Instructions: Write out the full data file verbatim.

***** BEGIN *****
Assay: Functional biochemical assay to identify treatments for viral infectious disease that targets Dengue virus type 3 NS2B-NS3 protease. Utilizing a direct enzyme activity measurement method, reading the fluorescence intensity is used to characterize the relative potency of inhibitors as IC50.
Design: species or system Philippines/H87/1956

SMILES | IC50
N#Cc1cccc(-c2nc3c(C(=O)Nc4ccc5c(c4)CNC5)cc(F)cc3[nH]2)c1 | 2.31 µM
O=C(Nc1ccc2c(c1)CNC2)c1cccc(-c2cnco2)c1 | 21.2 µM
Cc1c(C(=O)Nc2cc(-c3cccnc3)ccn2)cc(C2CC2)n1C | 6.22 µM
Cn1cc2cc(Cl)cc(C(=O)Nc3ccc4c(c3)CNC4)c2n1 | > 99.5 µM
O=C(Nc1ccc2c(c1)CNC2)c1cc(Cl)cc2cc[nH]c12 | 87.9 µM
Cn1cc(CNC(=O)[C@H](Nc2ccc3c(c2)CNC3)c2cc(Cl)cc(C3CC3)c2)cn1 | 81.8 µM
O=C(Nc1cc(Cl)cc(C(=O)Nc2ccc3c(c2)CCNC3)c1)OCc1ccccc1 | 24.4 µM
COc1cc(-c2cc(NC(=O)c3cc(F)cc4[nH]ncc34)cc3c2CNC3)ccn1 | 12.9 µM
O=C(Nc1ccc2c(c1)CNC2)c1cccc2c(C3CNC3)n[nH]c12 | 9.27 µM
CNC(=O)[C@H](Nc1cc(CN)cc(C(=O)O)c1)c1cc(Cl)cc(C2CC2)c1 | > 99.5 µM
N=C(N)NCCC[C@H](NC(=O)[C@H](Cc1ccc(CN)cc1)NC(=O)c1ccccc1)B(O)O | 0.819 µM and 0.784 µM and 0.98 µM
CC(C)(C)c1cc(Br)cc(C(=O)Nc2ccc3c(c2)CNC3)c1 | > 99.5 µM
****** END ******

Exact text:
Assay: Functional biochemical assay to identify treatments for viral infectious disease that targets Dengue virus type 3 NS2B-NS3 protease. Utilizing a direct enzyme activity measurement method, reading the fluorescence intensity is used to characterize the relative potency of inhibitors as IC50.
Design: species or system Philippines/H87/1956

SMILES | IC50
N#Cc1cccc(-c2nc3c(C(=O)Nc4ccc5c(c4)CNC5)cc(F)cc3[nH]2)c1 | 2.31 µM
O=C(Nc1ccc2c(c1)CNC2)c1cccc(-c2cnco2)c1 | 21.2 µM
Cc1c(C(=O)Nc2cc(-c3cccnc3)ccn2)cc(C2CC2)n1C | 6.22 µM
Cn1cc2cc(Cl)cc(C(=O)Nc3ccc4c(c3)CNC4)c2n1 | > 99.5 µM
O=C(Nc1ccc2c(c1)CNC2)c1cc(Cl)cc2cc[nH]c12 | 87.9 µM
Cn1cc(CNC(=O)[C@H](Nc2ccc3c(c2)CNC3)c2cc(Cl)cc(C3CC3)c2)cn1 | 81.8 µM
O=C(Nc1cc(Cl)cc(C(=O)Nc2ccc3c(c2)CCNC3)c1)OCc1ccccc1 | 24.4 µM
COc1cc(-c2cc(NC(=O)c3cc(F)cc4[nH]ncc34)cc3c2CNC3)ccn1 | 12.9 µM
O=C(Nc1ccc2c(c1)CNC2)c1cccc2c(C3CNC3)n[nH]c12 | 9.27 µM
CNC(=O)[C@H](Nc1cc(CN)cc(C(=O)O)c1)c1cc(Cl)cc(C2CC2)c1 | > 99.5 µM
N=C(N)NCCC[C@H](NC(=O)[C@H](Cc1ccc(CN)cc1)NC(=O)c1ccccc1)B(O)O | 0.819 µM and 0.784 µM and 0.98 µM
CC(C)(C)c1cc(Br)cc(C(=O)Nc2ccc3c(c2)CNC3)c1 | > 99.5 µM